US govt targets standards harmonization in digital ID; New York wants its own
A pair of new developments could give digital IDs a nudge forward in the United States.
The National Institute of Standards and Technology is looking for input on how best to create a unified standard for strongly verifiable and trustworthy IDs on mobile devices. At the same time, the state of New York says it will join those of its peers who have some version of a mobile driver’s license.
NIST is hoping that working with businesses, agencies and academic researchers will result in three outcomes. Comments are due by March 31.
First, the agency, through its Computer Security Resource Center, wants to create an open-source reference implantation of mobile identification.
Also, officials want to create demonstrations and prototypes in the lab.
Finally, they want to publish best practices for deploying secure, resilient and interoperable mobile driver’s licenses.
The group will focus on ISO/IEC 18013-5 and the draft of 18013-7. It is expected to evaluate, implement and test the claims behind the pair.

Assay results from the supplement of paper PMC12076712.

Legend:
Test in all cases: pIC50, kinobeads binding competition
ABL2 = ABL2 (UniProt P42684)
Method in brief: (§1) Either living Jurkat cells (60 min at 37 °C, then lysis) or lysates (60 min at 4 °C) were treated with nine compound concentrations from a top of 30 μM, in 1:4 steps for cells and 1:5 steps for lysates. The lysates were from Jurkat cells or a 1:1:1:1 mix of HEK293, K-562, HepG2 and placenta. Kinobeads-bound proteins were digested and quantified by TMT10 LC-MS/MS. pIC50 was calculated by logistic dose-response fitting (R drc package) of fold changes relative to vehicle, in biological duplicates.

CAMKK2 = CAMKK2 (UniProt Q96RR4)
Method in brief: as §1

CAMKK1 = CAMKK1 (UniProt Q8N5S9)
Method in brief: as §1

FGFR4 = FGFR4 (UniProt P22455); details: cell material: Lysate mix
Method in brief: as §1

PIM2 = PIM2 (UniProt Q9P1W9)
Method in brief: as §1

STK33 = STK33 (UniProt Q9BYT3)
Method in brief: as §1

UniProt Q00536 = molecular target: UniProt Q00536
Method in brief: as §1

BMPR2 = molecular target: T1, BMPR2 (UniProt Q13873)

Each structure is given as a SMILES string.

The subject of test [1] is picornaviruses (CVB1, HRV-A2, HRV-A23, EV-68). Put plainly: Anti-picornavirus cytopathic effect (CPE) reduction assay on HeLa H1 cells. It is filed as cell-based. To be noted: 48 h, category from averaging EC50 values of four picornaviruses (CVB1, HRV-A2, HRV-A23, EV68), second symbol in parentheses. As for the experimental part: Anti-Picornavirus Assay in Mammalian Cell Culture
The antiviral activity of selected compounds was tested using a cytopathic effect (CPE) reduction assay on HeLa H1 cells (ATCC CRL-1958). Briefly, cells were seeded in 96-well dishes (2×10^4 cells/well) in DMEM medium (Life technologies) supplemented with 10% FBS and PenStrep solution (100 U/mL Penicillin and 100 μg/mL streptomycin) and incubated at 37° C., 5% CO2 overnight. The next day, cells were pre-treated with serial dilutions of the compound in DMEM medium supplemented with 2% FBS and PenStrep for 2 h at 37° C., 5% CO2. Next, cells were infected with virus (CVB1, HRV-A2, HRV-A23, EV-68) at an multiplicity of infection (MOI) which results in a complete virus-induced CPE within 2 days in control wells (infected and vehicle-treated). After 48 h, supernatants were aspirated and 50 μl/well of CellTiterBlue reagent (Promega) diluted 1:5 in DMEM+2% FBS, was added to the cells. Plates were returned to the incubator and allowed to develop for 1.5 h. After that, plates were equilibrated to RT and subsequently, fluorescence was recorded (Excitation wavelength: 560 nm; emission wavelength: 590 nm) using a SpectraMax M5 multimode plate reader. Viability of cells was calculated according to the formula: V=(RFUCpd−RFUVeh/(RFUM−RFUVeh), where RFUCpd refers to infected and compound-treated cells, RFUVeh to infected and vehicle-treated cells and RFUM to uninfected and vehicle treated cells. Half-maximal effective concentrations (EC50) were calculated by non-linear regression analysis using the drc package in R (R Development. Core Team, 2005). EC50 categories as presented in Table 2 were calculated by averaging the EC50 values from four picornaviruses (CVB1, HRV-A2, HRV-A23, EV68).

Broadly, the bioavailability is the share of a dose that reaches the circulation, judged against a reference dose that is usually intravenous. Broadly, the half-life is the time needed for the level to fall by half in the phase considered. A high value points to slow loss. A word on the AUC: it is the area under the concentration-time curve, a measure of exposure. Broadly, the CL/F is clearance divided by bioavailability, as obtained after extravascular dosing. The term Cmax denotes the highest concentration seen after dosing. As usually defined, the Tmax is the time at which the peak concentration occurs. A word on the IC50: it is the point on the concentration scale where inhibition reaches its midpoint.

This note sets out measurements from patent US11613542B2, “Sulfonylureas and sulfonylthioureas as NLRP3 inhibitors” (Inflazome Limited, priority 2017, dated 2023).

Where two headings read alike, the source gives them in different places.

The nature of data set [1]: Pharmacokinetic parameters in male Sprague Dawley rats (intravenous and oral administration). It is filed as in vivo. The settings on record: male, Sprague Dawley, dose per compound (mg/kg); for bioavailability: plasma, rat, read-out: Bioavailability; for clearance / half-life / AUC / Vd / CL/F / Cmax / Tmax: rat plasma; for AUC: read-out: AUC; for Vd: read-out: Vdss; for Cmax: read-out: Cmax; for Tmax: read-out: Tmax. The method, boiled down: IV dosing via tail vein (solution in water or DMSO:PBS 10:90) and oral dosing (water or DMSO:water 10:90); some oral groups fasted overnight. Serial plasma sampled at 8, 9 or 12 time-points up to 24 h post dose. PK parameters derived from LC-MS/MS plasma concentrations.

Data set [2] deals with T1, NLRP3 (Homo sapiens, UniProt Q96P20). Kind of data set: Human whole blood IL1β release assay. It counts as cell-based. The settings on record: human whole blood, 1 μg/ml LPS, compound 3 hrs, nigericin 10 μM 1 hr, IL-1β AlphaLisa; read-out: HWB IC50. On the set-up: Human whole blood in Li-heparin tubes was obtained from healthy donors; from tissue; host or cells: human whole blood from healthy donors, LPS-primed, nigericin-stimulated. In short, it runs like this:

Meanwhile, New York’s Motor Vehicles Department is setting up to distribute mobile driver’s licenses this year.
Department officials briefly mentioned the idea last month, but it apparently went largely unnoticed. Trade publication Government Technology says few want to talk about it right now because it is early in the process.
Utah’s ID has expanded to providing proof of identification at the state’s Salt Lake City airport. The state of Pennsylvania appears on the road toward a “watered-down” digital ID. Between the two states, Iowa officials said in January they are delaying the rollout of their optional digital ID.
biometrics | digital ID | driver's license | interoperability | mDL | NIST | standards | U.S. Government